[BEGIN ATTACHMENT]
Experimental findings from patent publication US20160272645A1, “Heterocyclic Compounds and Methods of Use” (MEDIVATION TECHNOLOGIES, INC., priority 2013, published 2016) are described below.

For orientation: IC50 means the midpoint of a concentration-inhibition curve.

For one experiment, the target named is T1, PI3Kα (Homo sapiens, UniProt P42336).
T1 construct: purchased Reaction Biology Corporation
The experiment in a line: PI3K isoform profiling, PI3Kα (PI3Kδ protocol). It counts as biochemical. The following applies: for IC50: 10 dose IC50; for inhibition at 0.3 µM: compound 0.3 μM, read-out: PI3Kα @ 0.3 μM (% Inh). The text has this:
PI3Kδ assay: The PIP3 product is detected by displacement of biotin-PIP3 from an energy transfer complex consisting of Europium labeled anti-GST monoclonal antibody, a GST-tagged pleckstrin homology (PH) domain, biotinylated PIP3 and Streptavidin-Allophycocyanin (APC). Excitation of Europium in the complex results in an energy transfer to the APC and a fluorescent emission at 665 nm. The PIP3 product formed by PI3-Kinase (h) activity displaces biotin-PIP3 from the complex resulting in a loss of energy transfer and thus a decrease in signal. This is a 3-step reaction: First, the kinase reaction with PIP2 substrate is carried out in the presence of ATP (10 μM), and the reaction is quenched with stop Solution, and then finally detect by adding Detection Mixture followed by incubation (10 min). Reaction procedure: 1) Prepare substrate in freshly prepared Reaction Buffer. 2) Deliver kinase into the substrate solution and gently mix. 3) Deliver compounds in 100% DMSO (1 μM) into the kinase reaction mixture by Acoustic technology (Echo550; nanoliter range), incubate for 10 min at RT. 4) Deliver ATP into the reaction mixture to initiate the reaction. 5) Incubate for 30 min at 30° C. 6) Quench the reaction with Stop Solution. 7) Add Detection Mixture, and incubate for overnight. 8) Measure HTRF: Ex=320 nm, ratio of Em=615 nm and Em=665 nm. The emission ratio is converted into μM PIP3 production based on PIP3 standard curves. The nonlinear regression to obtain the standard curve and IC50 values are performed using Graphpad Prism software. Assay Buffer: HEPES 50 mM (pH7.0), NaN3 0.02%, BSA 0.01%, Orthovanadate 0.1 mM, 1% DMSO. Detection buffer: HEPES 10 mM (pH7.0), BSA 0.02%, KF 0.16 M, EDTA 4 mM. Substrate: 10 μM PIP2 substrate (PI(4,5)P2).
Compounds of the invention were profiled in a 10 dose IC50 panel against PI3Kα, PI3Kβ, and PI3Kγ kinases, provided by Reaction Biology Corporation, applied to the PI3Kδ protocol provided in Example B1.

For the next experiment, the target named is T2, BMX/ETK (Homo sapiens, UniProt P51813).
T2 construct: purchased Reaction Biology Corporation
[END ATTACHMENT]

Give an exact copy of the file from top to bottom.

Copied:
Experimental findings from patent publication US20160272645A1, “Heterocyclic Compounds and Methods of Use” (MEDIVATION TECHNOLOGIES, INC., priority 2013, published 2016) are described below.

For orientation: IC50 means the midpoint of a concentration-inhibition curve.

For one experiment, the target named is T1, PI3Kα (Homo sapiens, UniProt P42336).
T1 construct: purchased Reaction Biology Corporation
The experiment in a line: PI3K isoform profiling, PI3Kα (PI3Kδ protocol). It counts as biochemical. The following applies: for IC50: 10 dose IC50; for inhibition at 0.3 µM: compound 0.3 μM, read-out: PI3Kα @ 0.3 μM (% Inh). The text has this:
PI3Kδ assay: The PIP3 product is detected by displacement of biotin-PIP3 from an energy transfer complex consisting of Europium labeled anti-GST monoclonal antibody, a GST-tagged pleckstrin homology (PH) domain, biotinylated PIP3 and Streptavidin-Allophycocyanin (APC). Excitation of Europium in the complex results in an energy transfer to the APC and a fluorescent emission at 665 nm. The PIP3 product formed by PI3-Kinase (h) activity displaces biotin-PIP3 from the complex resulting in a loss of energy transfer and thus a decrease in signal. This is a 3-step reaction: First, the kinase reaction with PIP2 substrate is carried out in the presence of ATP (10 μM), and the reaction is quenched with stop Solution, and then finally detect by adding Detection Mixture followed by incubation (10 min). Reaction procedure: 1) Prepare substrate in freshly prepared Reaction Buffer. 2) Deliver kinase into the substrate solution and gently mix. 3) Deliver compounds in 100% DMSO (1 μM) into the kinase reaction mixture by Acoustic technology (Echo550; nanoliter range), incubate for 10 min at RT. 4) Deliver ATP into the reaction mixture to initiate the reaction. 5) Incubate for 30 min at 30° C. 6) Quench the reaction with Stop Solution. 7) Add Detection Mixture, and incubate for overnight. 8) Measure HTRF: Ex=320 nm, ratio of Em=615 nm and Em=665 nm. The emission ratio is converted into μM PIP3 production based on PIP3 standard curves. The nonlinear regression to obtain the standard curve and IC50 values are performed using Graphpad Prism software. Assay Buffer: HEPES 50 mM (pH7.0), NaN3 0.02%, BSA 0.01%, Orthovanadate 0.1 mM, 1% DMSO. Detection buffer: HEPES 10 mM (pH7.0), BSA 0.02%, KF 0.16 M, EDTA 4 mM. Substrate: 10 μM PIP2 substrate (PI(4,5)P2).
Compounds of the invention were profiled in a 10 dose IC50 panel against PI3Kα, PI3Kβ, and PI3Kγ kinases, provided by Reaction Biology Corporation, applied to the PI3Kδ protocol provided in Example B1.

For the next experiment, the target named is T2, BMX/ETK (Homo sapiens, UniProt P51813).
T2 construct: purchased Reaction Biology Corporation